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Article
January 31, 1931

LOCALIZING DIAGNOSIS IN BRAIN TUMOR: PHENOMENA THAT MAY BE MISLEADING

Author Affiliations

ATLANTA, GA.

JAMA. 1931;96(5):318-325. doi:10.1001/jama.1931.02720310008002
Abstract

In the localization of intracranial tumors it is customary to think in terms of specific symptoms and observations characteristic of the area involved. Not infrequently symptoms and indications may be present which are "characteristic" of involvement of certain localities, and yet the lesion may be elsewhere. In order to determine the frequency of such confusing phenomena we have reviewed a series of intracranial tumors verified at operation or necropsy. In this series of 183 cases there were 24 (13.1 per cent) that presented such phenomena.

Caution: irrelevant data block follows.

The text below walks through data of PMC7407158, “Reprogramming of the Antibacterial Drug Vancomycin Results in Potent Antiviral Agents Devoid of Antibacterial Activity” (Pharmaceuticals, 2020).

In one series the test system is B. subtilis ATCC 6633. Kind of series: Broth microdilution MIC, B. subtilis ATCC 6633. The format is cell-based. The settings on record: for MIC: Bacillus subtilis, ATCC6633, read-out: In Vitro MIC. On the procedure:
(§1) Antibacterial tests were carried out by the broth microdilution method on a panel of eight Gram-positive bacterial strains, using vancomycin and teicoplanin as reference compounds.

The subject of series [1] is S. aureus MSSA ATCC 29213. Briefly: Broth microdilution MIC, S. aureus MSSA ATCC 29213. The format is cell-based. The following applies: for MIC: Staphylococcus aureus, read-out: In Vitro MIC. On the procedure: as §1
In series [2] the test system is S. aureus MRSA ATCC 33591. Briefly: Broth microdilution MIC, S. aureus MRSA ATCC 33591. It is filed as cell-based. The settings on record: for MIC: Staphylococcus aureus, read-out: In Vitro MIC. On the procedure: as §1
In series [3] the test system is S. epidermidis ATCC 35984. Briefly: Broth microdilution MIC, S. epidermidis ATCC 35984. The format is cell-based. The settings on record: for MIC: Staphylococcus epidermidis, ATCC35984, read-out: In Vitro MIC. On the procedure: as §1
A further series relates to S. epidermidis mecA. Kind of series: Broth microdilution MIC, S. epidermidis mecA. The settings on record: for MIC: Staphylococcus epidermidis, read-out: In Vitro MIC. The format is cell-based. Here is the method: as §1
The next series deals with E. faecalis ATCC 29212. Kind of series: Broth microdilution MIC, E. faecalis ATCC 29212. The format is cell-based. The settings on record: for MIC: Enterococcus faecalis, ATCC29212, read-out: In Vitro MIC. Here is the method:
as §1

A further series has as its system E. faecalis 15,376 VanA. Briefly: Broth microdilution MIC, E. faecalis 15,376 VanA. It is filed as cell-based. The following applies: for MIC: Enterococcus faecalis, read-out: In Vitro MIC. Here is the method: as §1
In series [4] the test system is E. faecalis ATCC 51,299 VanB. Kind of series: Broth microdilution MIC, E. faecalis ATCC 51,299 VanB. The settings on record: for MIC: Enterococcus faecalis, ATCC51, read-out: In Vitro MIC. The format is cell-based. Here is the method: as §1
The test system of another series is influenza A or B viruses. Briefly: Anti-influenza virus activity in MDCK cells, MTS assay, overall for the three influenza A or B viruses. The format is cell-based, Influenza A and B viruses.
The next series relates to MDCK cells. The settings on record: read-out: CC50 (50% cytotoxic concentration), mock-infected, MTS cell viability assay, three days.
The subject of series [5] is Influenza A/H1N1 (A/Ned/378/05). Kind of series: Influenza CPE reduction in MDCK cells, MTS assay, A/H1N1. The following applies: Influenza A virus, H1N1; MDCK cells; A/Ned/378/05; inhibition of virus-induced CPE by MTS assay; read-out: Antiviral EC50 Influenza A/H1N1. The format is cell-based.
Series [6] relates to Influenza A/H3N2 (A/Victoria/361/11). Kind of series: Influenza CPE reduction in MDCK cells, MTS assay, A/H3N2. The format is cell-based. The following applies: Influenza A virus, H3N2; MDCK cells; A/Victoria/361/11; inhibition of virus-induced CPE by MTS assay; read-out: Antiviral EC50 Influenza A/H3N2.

CEREBRAL TUMORS WITH IPSOLATERAL AND BILATERAL PHENOMENA

In the 140 supratentorial tumors there were certain observations in four cases which might have led to confusion as to the side involved. In a tumor of the right frontal lobe (case 1) there was a papilledema on the right side and a primary optic atrophy on the left side. Foster Kennedy2 called attention to a syndrome

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